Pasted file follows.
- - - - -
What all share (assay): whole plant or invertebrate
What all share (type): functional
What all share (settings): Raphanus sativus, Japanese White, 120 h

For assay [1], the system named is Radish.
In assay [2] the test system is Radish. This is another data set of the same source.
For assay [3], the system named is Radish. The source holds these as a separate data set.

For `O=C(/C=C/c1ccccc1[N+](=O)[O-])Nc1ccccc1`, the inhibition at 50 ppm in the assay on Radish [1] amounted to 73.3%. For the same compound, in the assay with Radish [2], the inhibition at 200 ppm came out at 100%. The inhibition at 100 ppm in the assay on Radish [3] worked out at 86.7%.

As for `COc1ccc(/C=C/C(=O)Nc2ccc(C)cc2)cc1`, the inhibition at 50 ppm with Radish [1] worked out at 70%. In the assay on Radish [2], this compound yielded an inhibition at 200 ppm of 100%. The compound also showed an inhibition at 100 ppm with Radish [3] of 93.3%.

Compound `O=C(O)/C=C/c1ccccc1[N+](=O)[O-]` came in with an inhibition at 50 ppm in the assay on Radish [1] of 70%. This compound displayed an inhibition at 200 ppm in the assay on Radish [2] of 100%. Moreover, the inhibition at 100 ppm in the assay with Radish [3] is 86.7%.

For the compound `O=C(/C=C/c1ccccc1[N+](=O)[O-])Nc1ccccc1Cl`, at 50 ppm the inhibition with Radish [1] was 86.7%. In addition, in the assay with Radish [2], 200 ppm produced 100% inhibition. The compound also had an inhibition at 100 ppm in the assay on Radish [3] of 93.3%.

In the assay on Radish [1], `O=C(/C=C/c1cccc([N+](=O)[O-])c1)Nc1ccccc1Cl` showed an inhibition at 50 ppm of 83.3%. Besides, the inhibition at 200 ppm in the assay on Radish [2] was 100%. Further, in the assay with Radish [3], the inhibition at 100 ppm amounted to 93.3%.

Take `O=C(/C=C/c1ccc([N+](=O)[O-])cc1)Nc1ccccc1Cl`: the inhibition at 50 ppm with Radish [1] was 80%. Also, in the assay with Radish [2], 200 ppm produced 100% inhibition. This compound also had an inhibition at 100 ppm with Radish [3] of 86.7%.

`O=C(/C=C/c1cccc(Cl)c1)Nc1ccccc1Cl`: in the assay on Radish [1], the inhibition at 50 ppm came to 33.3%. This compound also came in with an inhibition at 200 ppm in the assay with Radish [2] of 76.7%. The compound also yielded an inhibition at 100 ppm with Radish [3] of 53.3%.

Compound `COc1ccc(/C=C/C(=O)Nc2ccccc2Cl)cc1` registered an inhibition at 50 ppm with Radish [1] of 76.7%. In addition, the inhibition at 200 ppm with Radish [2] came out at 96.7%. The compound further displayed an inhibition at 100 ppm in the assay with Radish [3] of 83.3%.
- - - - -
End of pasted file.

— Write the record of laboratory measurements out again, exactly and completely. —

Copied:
What all share (assay): whole plant or invertebrate
What all share (type): functional
What all share (settings): Raphanus sativus, Japanese White, 120 h

For assay [1], the system named is Radish.
In assay [2] the test system is Radish. This is another data set of the same source.
For assay [3], the system named is Radish. The source holds these as a separate data set.

For `O=C(/C=C/c1ccccc1[N+](=O)[O-])Nc1ccccc1`, the inhibition at 50 ppm in the assay on Radish [1] amounted to 73.3%. For the same compound, in the assay with Radish [2], the inhibition at 200 ppm came out at 100%. The inhibition at 100 ppm in the assay on Radish [3] worked out at 86.7%.

As for `COc1ccc(/C=C/C(=O)Nc2ccc(C)cc2)cc1`, the inhibition at 50 ppm with Radish [1] worked out at 70%. In the assay on Radish [2], this compound yielded an inhibition at 200 ppm of 100%. The compound also showed an inhibition at 100 ppm with Radish [3] of 93.3%.

Compound `O=C(O)/C=C/c1ccccc1[N+](=O)[O-]` came in with an inhibition at 50 ppm in the assay on Radish [1] of 70%. This compound displayed an inhibition at 200 ppm in the assay on Radish [2] of 100%. Moreover, the inhibition at 100 ppm in the assay with Radish [3] is 86.7%.

For the compound `O=C(/C=C/c1ccccc1[N+](=O)[O-])Nc1ccccc1Cl`, at 50 ppm the inhibition with Radish [1] was 86.7%. In addition, in the assay with Radish [2], 200 ppm produced 100% inhibition. The compound also had an inhibition at 100 ppm in the assay on Radish [3] of 93.3%.

In the assay on Radish [1], `O=C(/C=C/c1cccc([N+](=O)[O-])c1)Nc1ccccc1Cl` showed an inhibition at 50 ppm of 83.3%. Besides, the inhibition at 200 ppm in the assay on Radish [2] was 100%. Further, in the assay with Radish [3], the inhibition at 100 ppm amounted to 93.3%.

Take `O=C(/C=C/c1ccc([N+](=O)[O-])cc1)Nc1ccccc1Cl`: the inhibition at 50 ppm with Radish [1] was 80%. Also, in the assay with Radish [2], 200 ppm produced 100% inhibition. This compound also had an inhibition at 100 ppm with Radish [3] of 86.7%.

`O=C(/C=C/c1cccc(Cl)c1)Nc1ccccc1Cl`: in the assay on Radish [1], the inhibition at 50 ppm came to 33.3%. This compound also came in with an inhibition at 200 ppm in the assay with Radish [2] of 76.7%. The compound also yielded an inhibition at 100 ppm with Radish [3] of 53.3%.

Compound `COc1ccc(/C=C/C(=O)Nc2ccccc2Cl)cc1` registered an inhibition at 50 ppm with Radish [1] of 76.7%. In addition, the inhibition at 200 ppm with Radish [2] came out at 96.7%. The compound further displayed an inhibition at 100 ppm in the assay with Radish [3] of 83.3%.